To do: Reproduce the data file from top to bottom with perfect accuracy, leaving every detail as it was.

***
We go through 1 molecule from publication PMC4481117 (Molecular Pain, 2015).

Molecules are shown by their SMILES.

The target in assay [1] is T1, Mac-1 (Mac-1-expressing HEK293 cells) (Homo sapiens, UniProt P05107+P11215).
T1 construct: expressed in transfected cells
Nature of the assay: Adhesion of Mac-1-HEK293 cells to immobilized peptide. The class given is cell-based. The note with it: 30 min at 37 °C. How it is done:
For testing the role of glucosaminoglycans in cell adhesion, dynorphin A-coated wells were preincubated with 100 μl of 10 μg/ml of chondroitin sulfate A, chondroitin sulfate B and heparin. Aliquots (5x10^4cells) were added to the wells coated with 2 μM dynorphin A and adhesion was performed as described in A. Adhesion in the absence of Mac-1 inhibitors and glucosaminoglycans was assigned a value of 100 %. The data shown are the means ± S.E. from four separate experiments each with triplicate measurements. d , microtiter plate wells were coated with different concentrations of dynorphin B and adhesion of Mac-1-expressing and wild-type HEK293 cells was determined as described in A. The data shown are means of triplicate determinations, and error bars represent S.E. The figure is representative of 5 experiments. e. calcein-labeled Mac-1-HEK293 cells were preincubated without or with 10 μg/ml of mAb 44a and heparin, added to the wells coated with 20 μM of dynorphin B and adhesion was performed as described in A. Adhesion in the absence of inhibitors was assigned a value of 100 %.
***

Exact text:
We go through 1 molecule from publication PMC4481117 (Molecular Pain, 2015).

Molecules are shown by their SMILES.

The target in assay [1] is T1, Mac-1 (Mac-1-expressing HEK293 cells) (Homo sapiens, UniProt P05107+P11215).
T1 construct: expressed in transfected cells
Nature of the assay: Adhesion of Mac-1-HEK293 cells to immobilized peptide. The class given is cell-based. The note with it: 30 min at 37 °C. How it is done:
For testing the role of glucosaminoglycans in cell adhesion, dynorphin A-coated wells were preincubated with 100 μl of 10 μg/ml of chondroitin sulfate A, chondroitin sulfate B and heparin. Aliquots (5x10^4cells) were added to the wells coated with 2 μM dynorphin A and adhesion was performed as described in A. Adhesion in the absence of Mac-1 inhibitors and glucosaminoglycans was assigned a value of 100 %. The data shown are the means ± S.E. from four separate experiments each with triplicate measurements. d , microtiter plate wells were coated with different concentrations of dynorphin B and adhesion of Mac-1-expressing and wild-type HEK293 cells was determined as described in A. The data shown are means of triplicate determinations, and error bars represent S.E. The figure is representative of 5 experiments. e. calcein-labeled Mac-1-HEK293 cells were preincubated without or with 10 μg/ml of mAb 44a and heparin, added to the wells coated with 20 μM of dynorphin B and adhesion was performed as described in A. Adhesion in the absence of inhibitors was assigned a value of 100 %.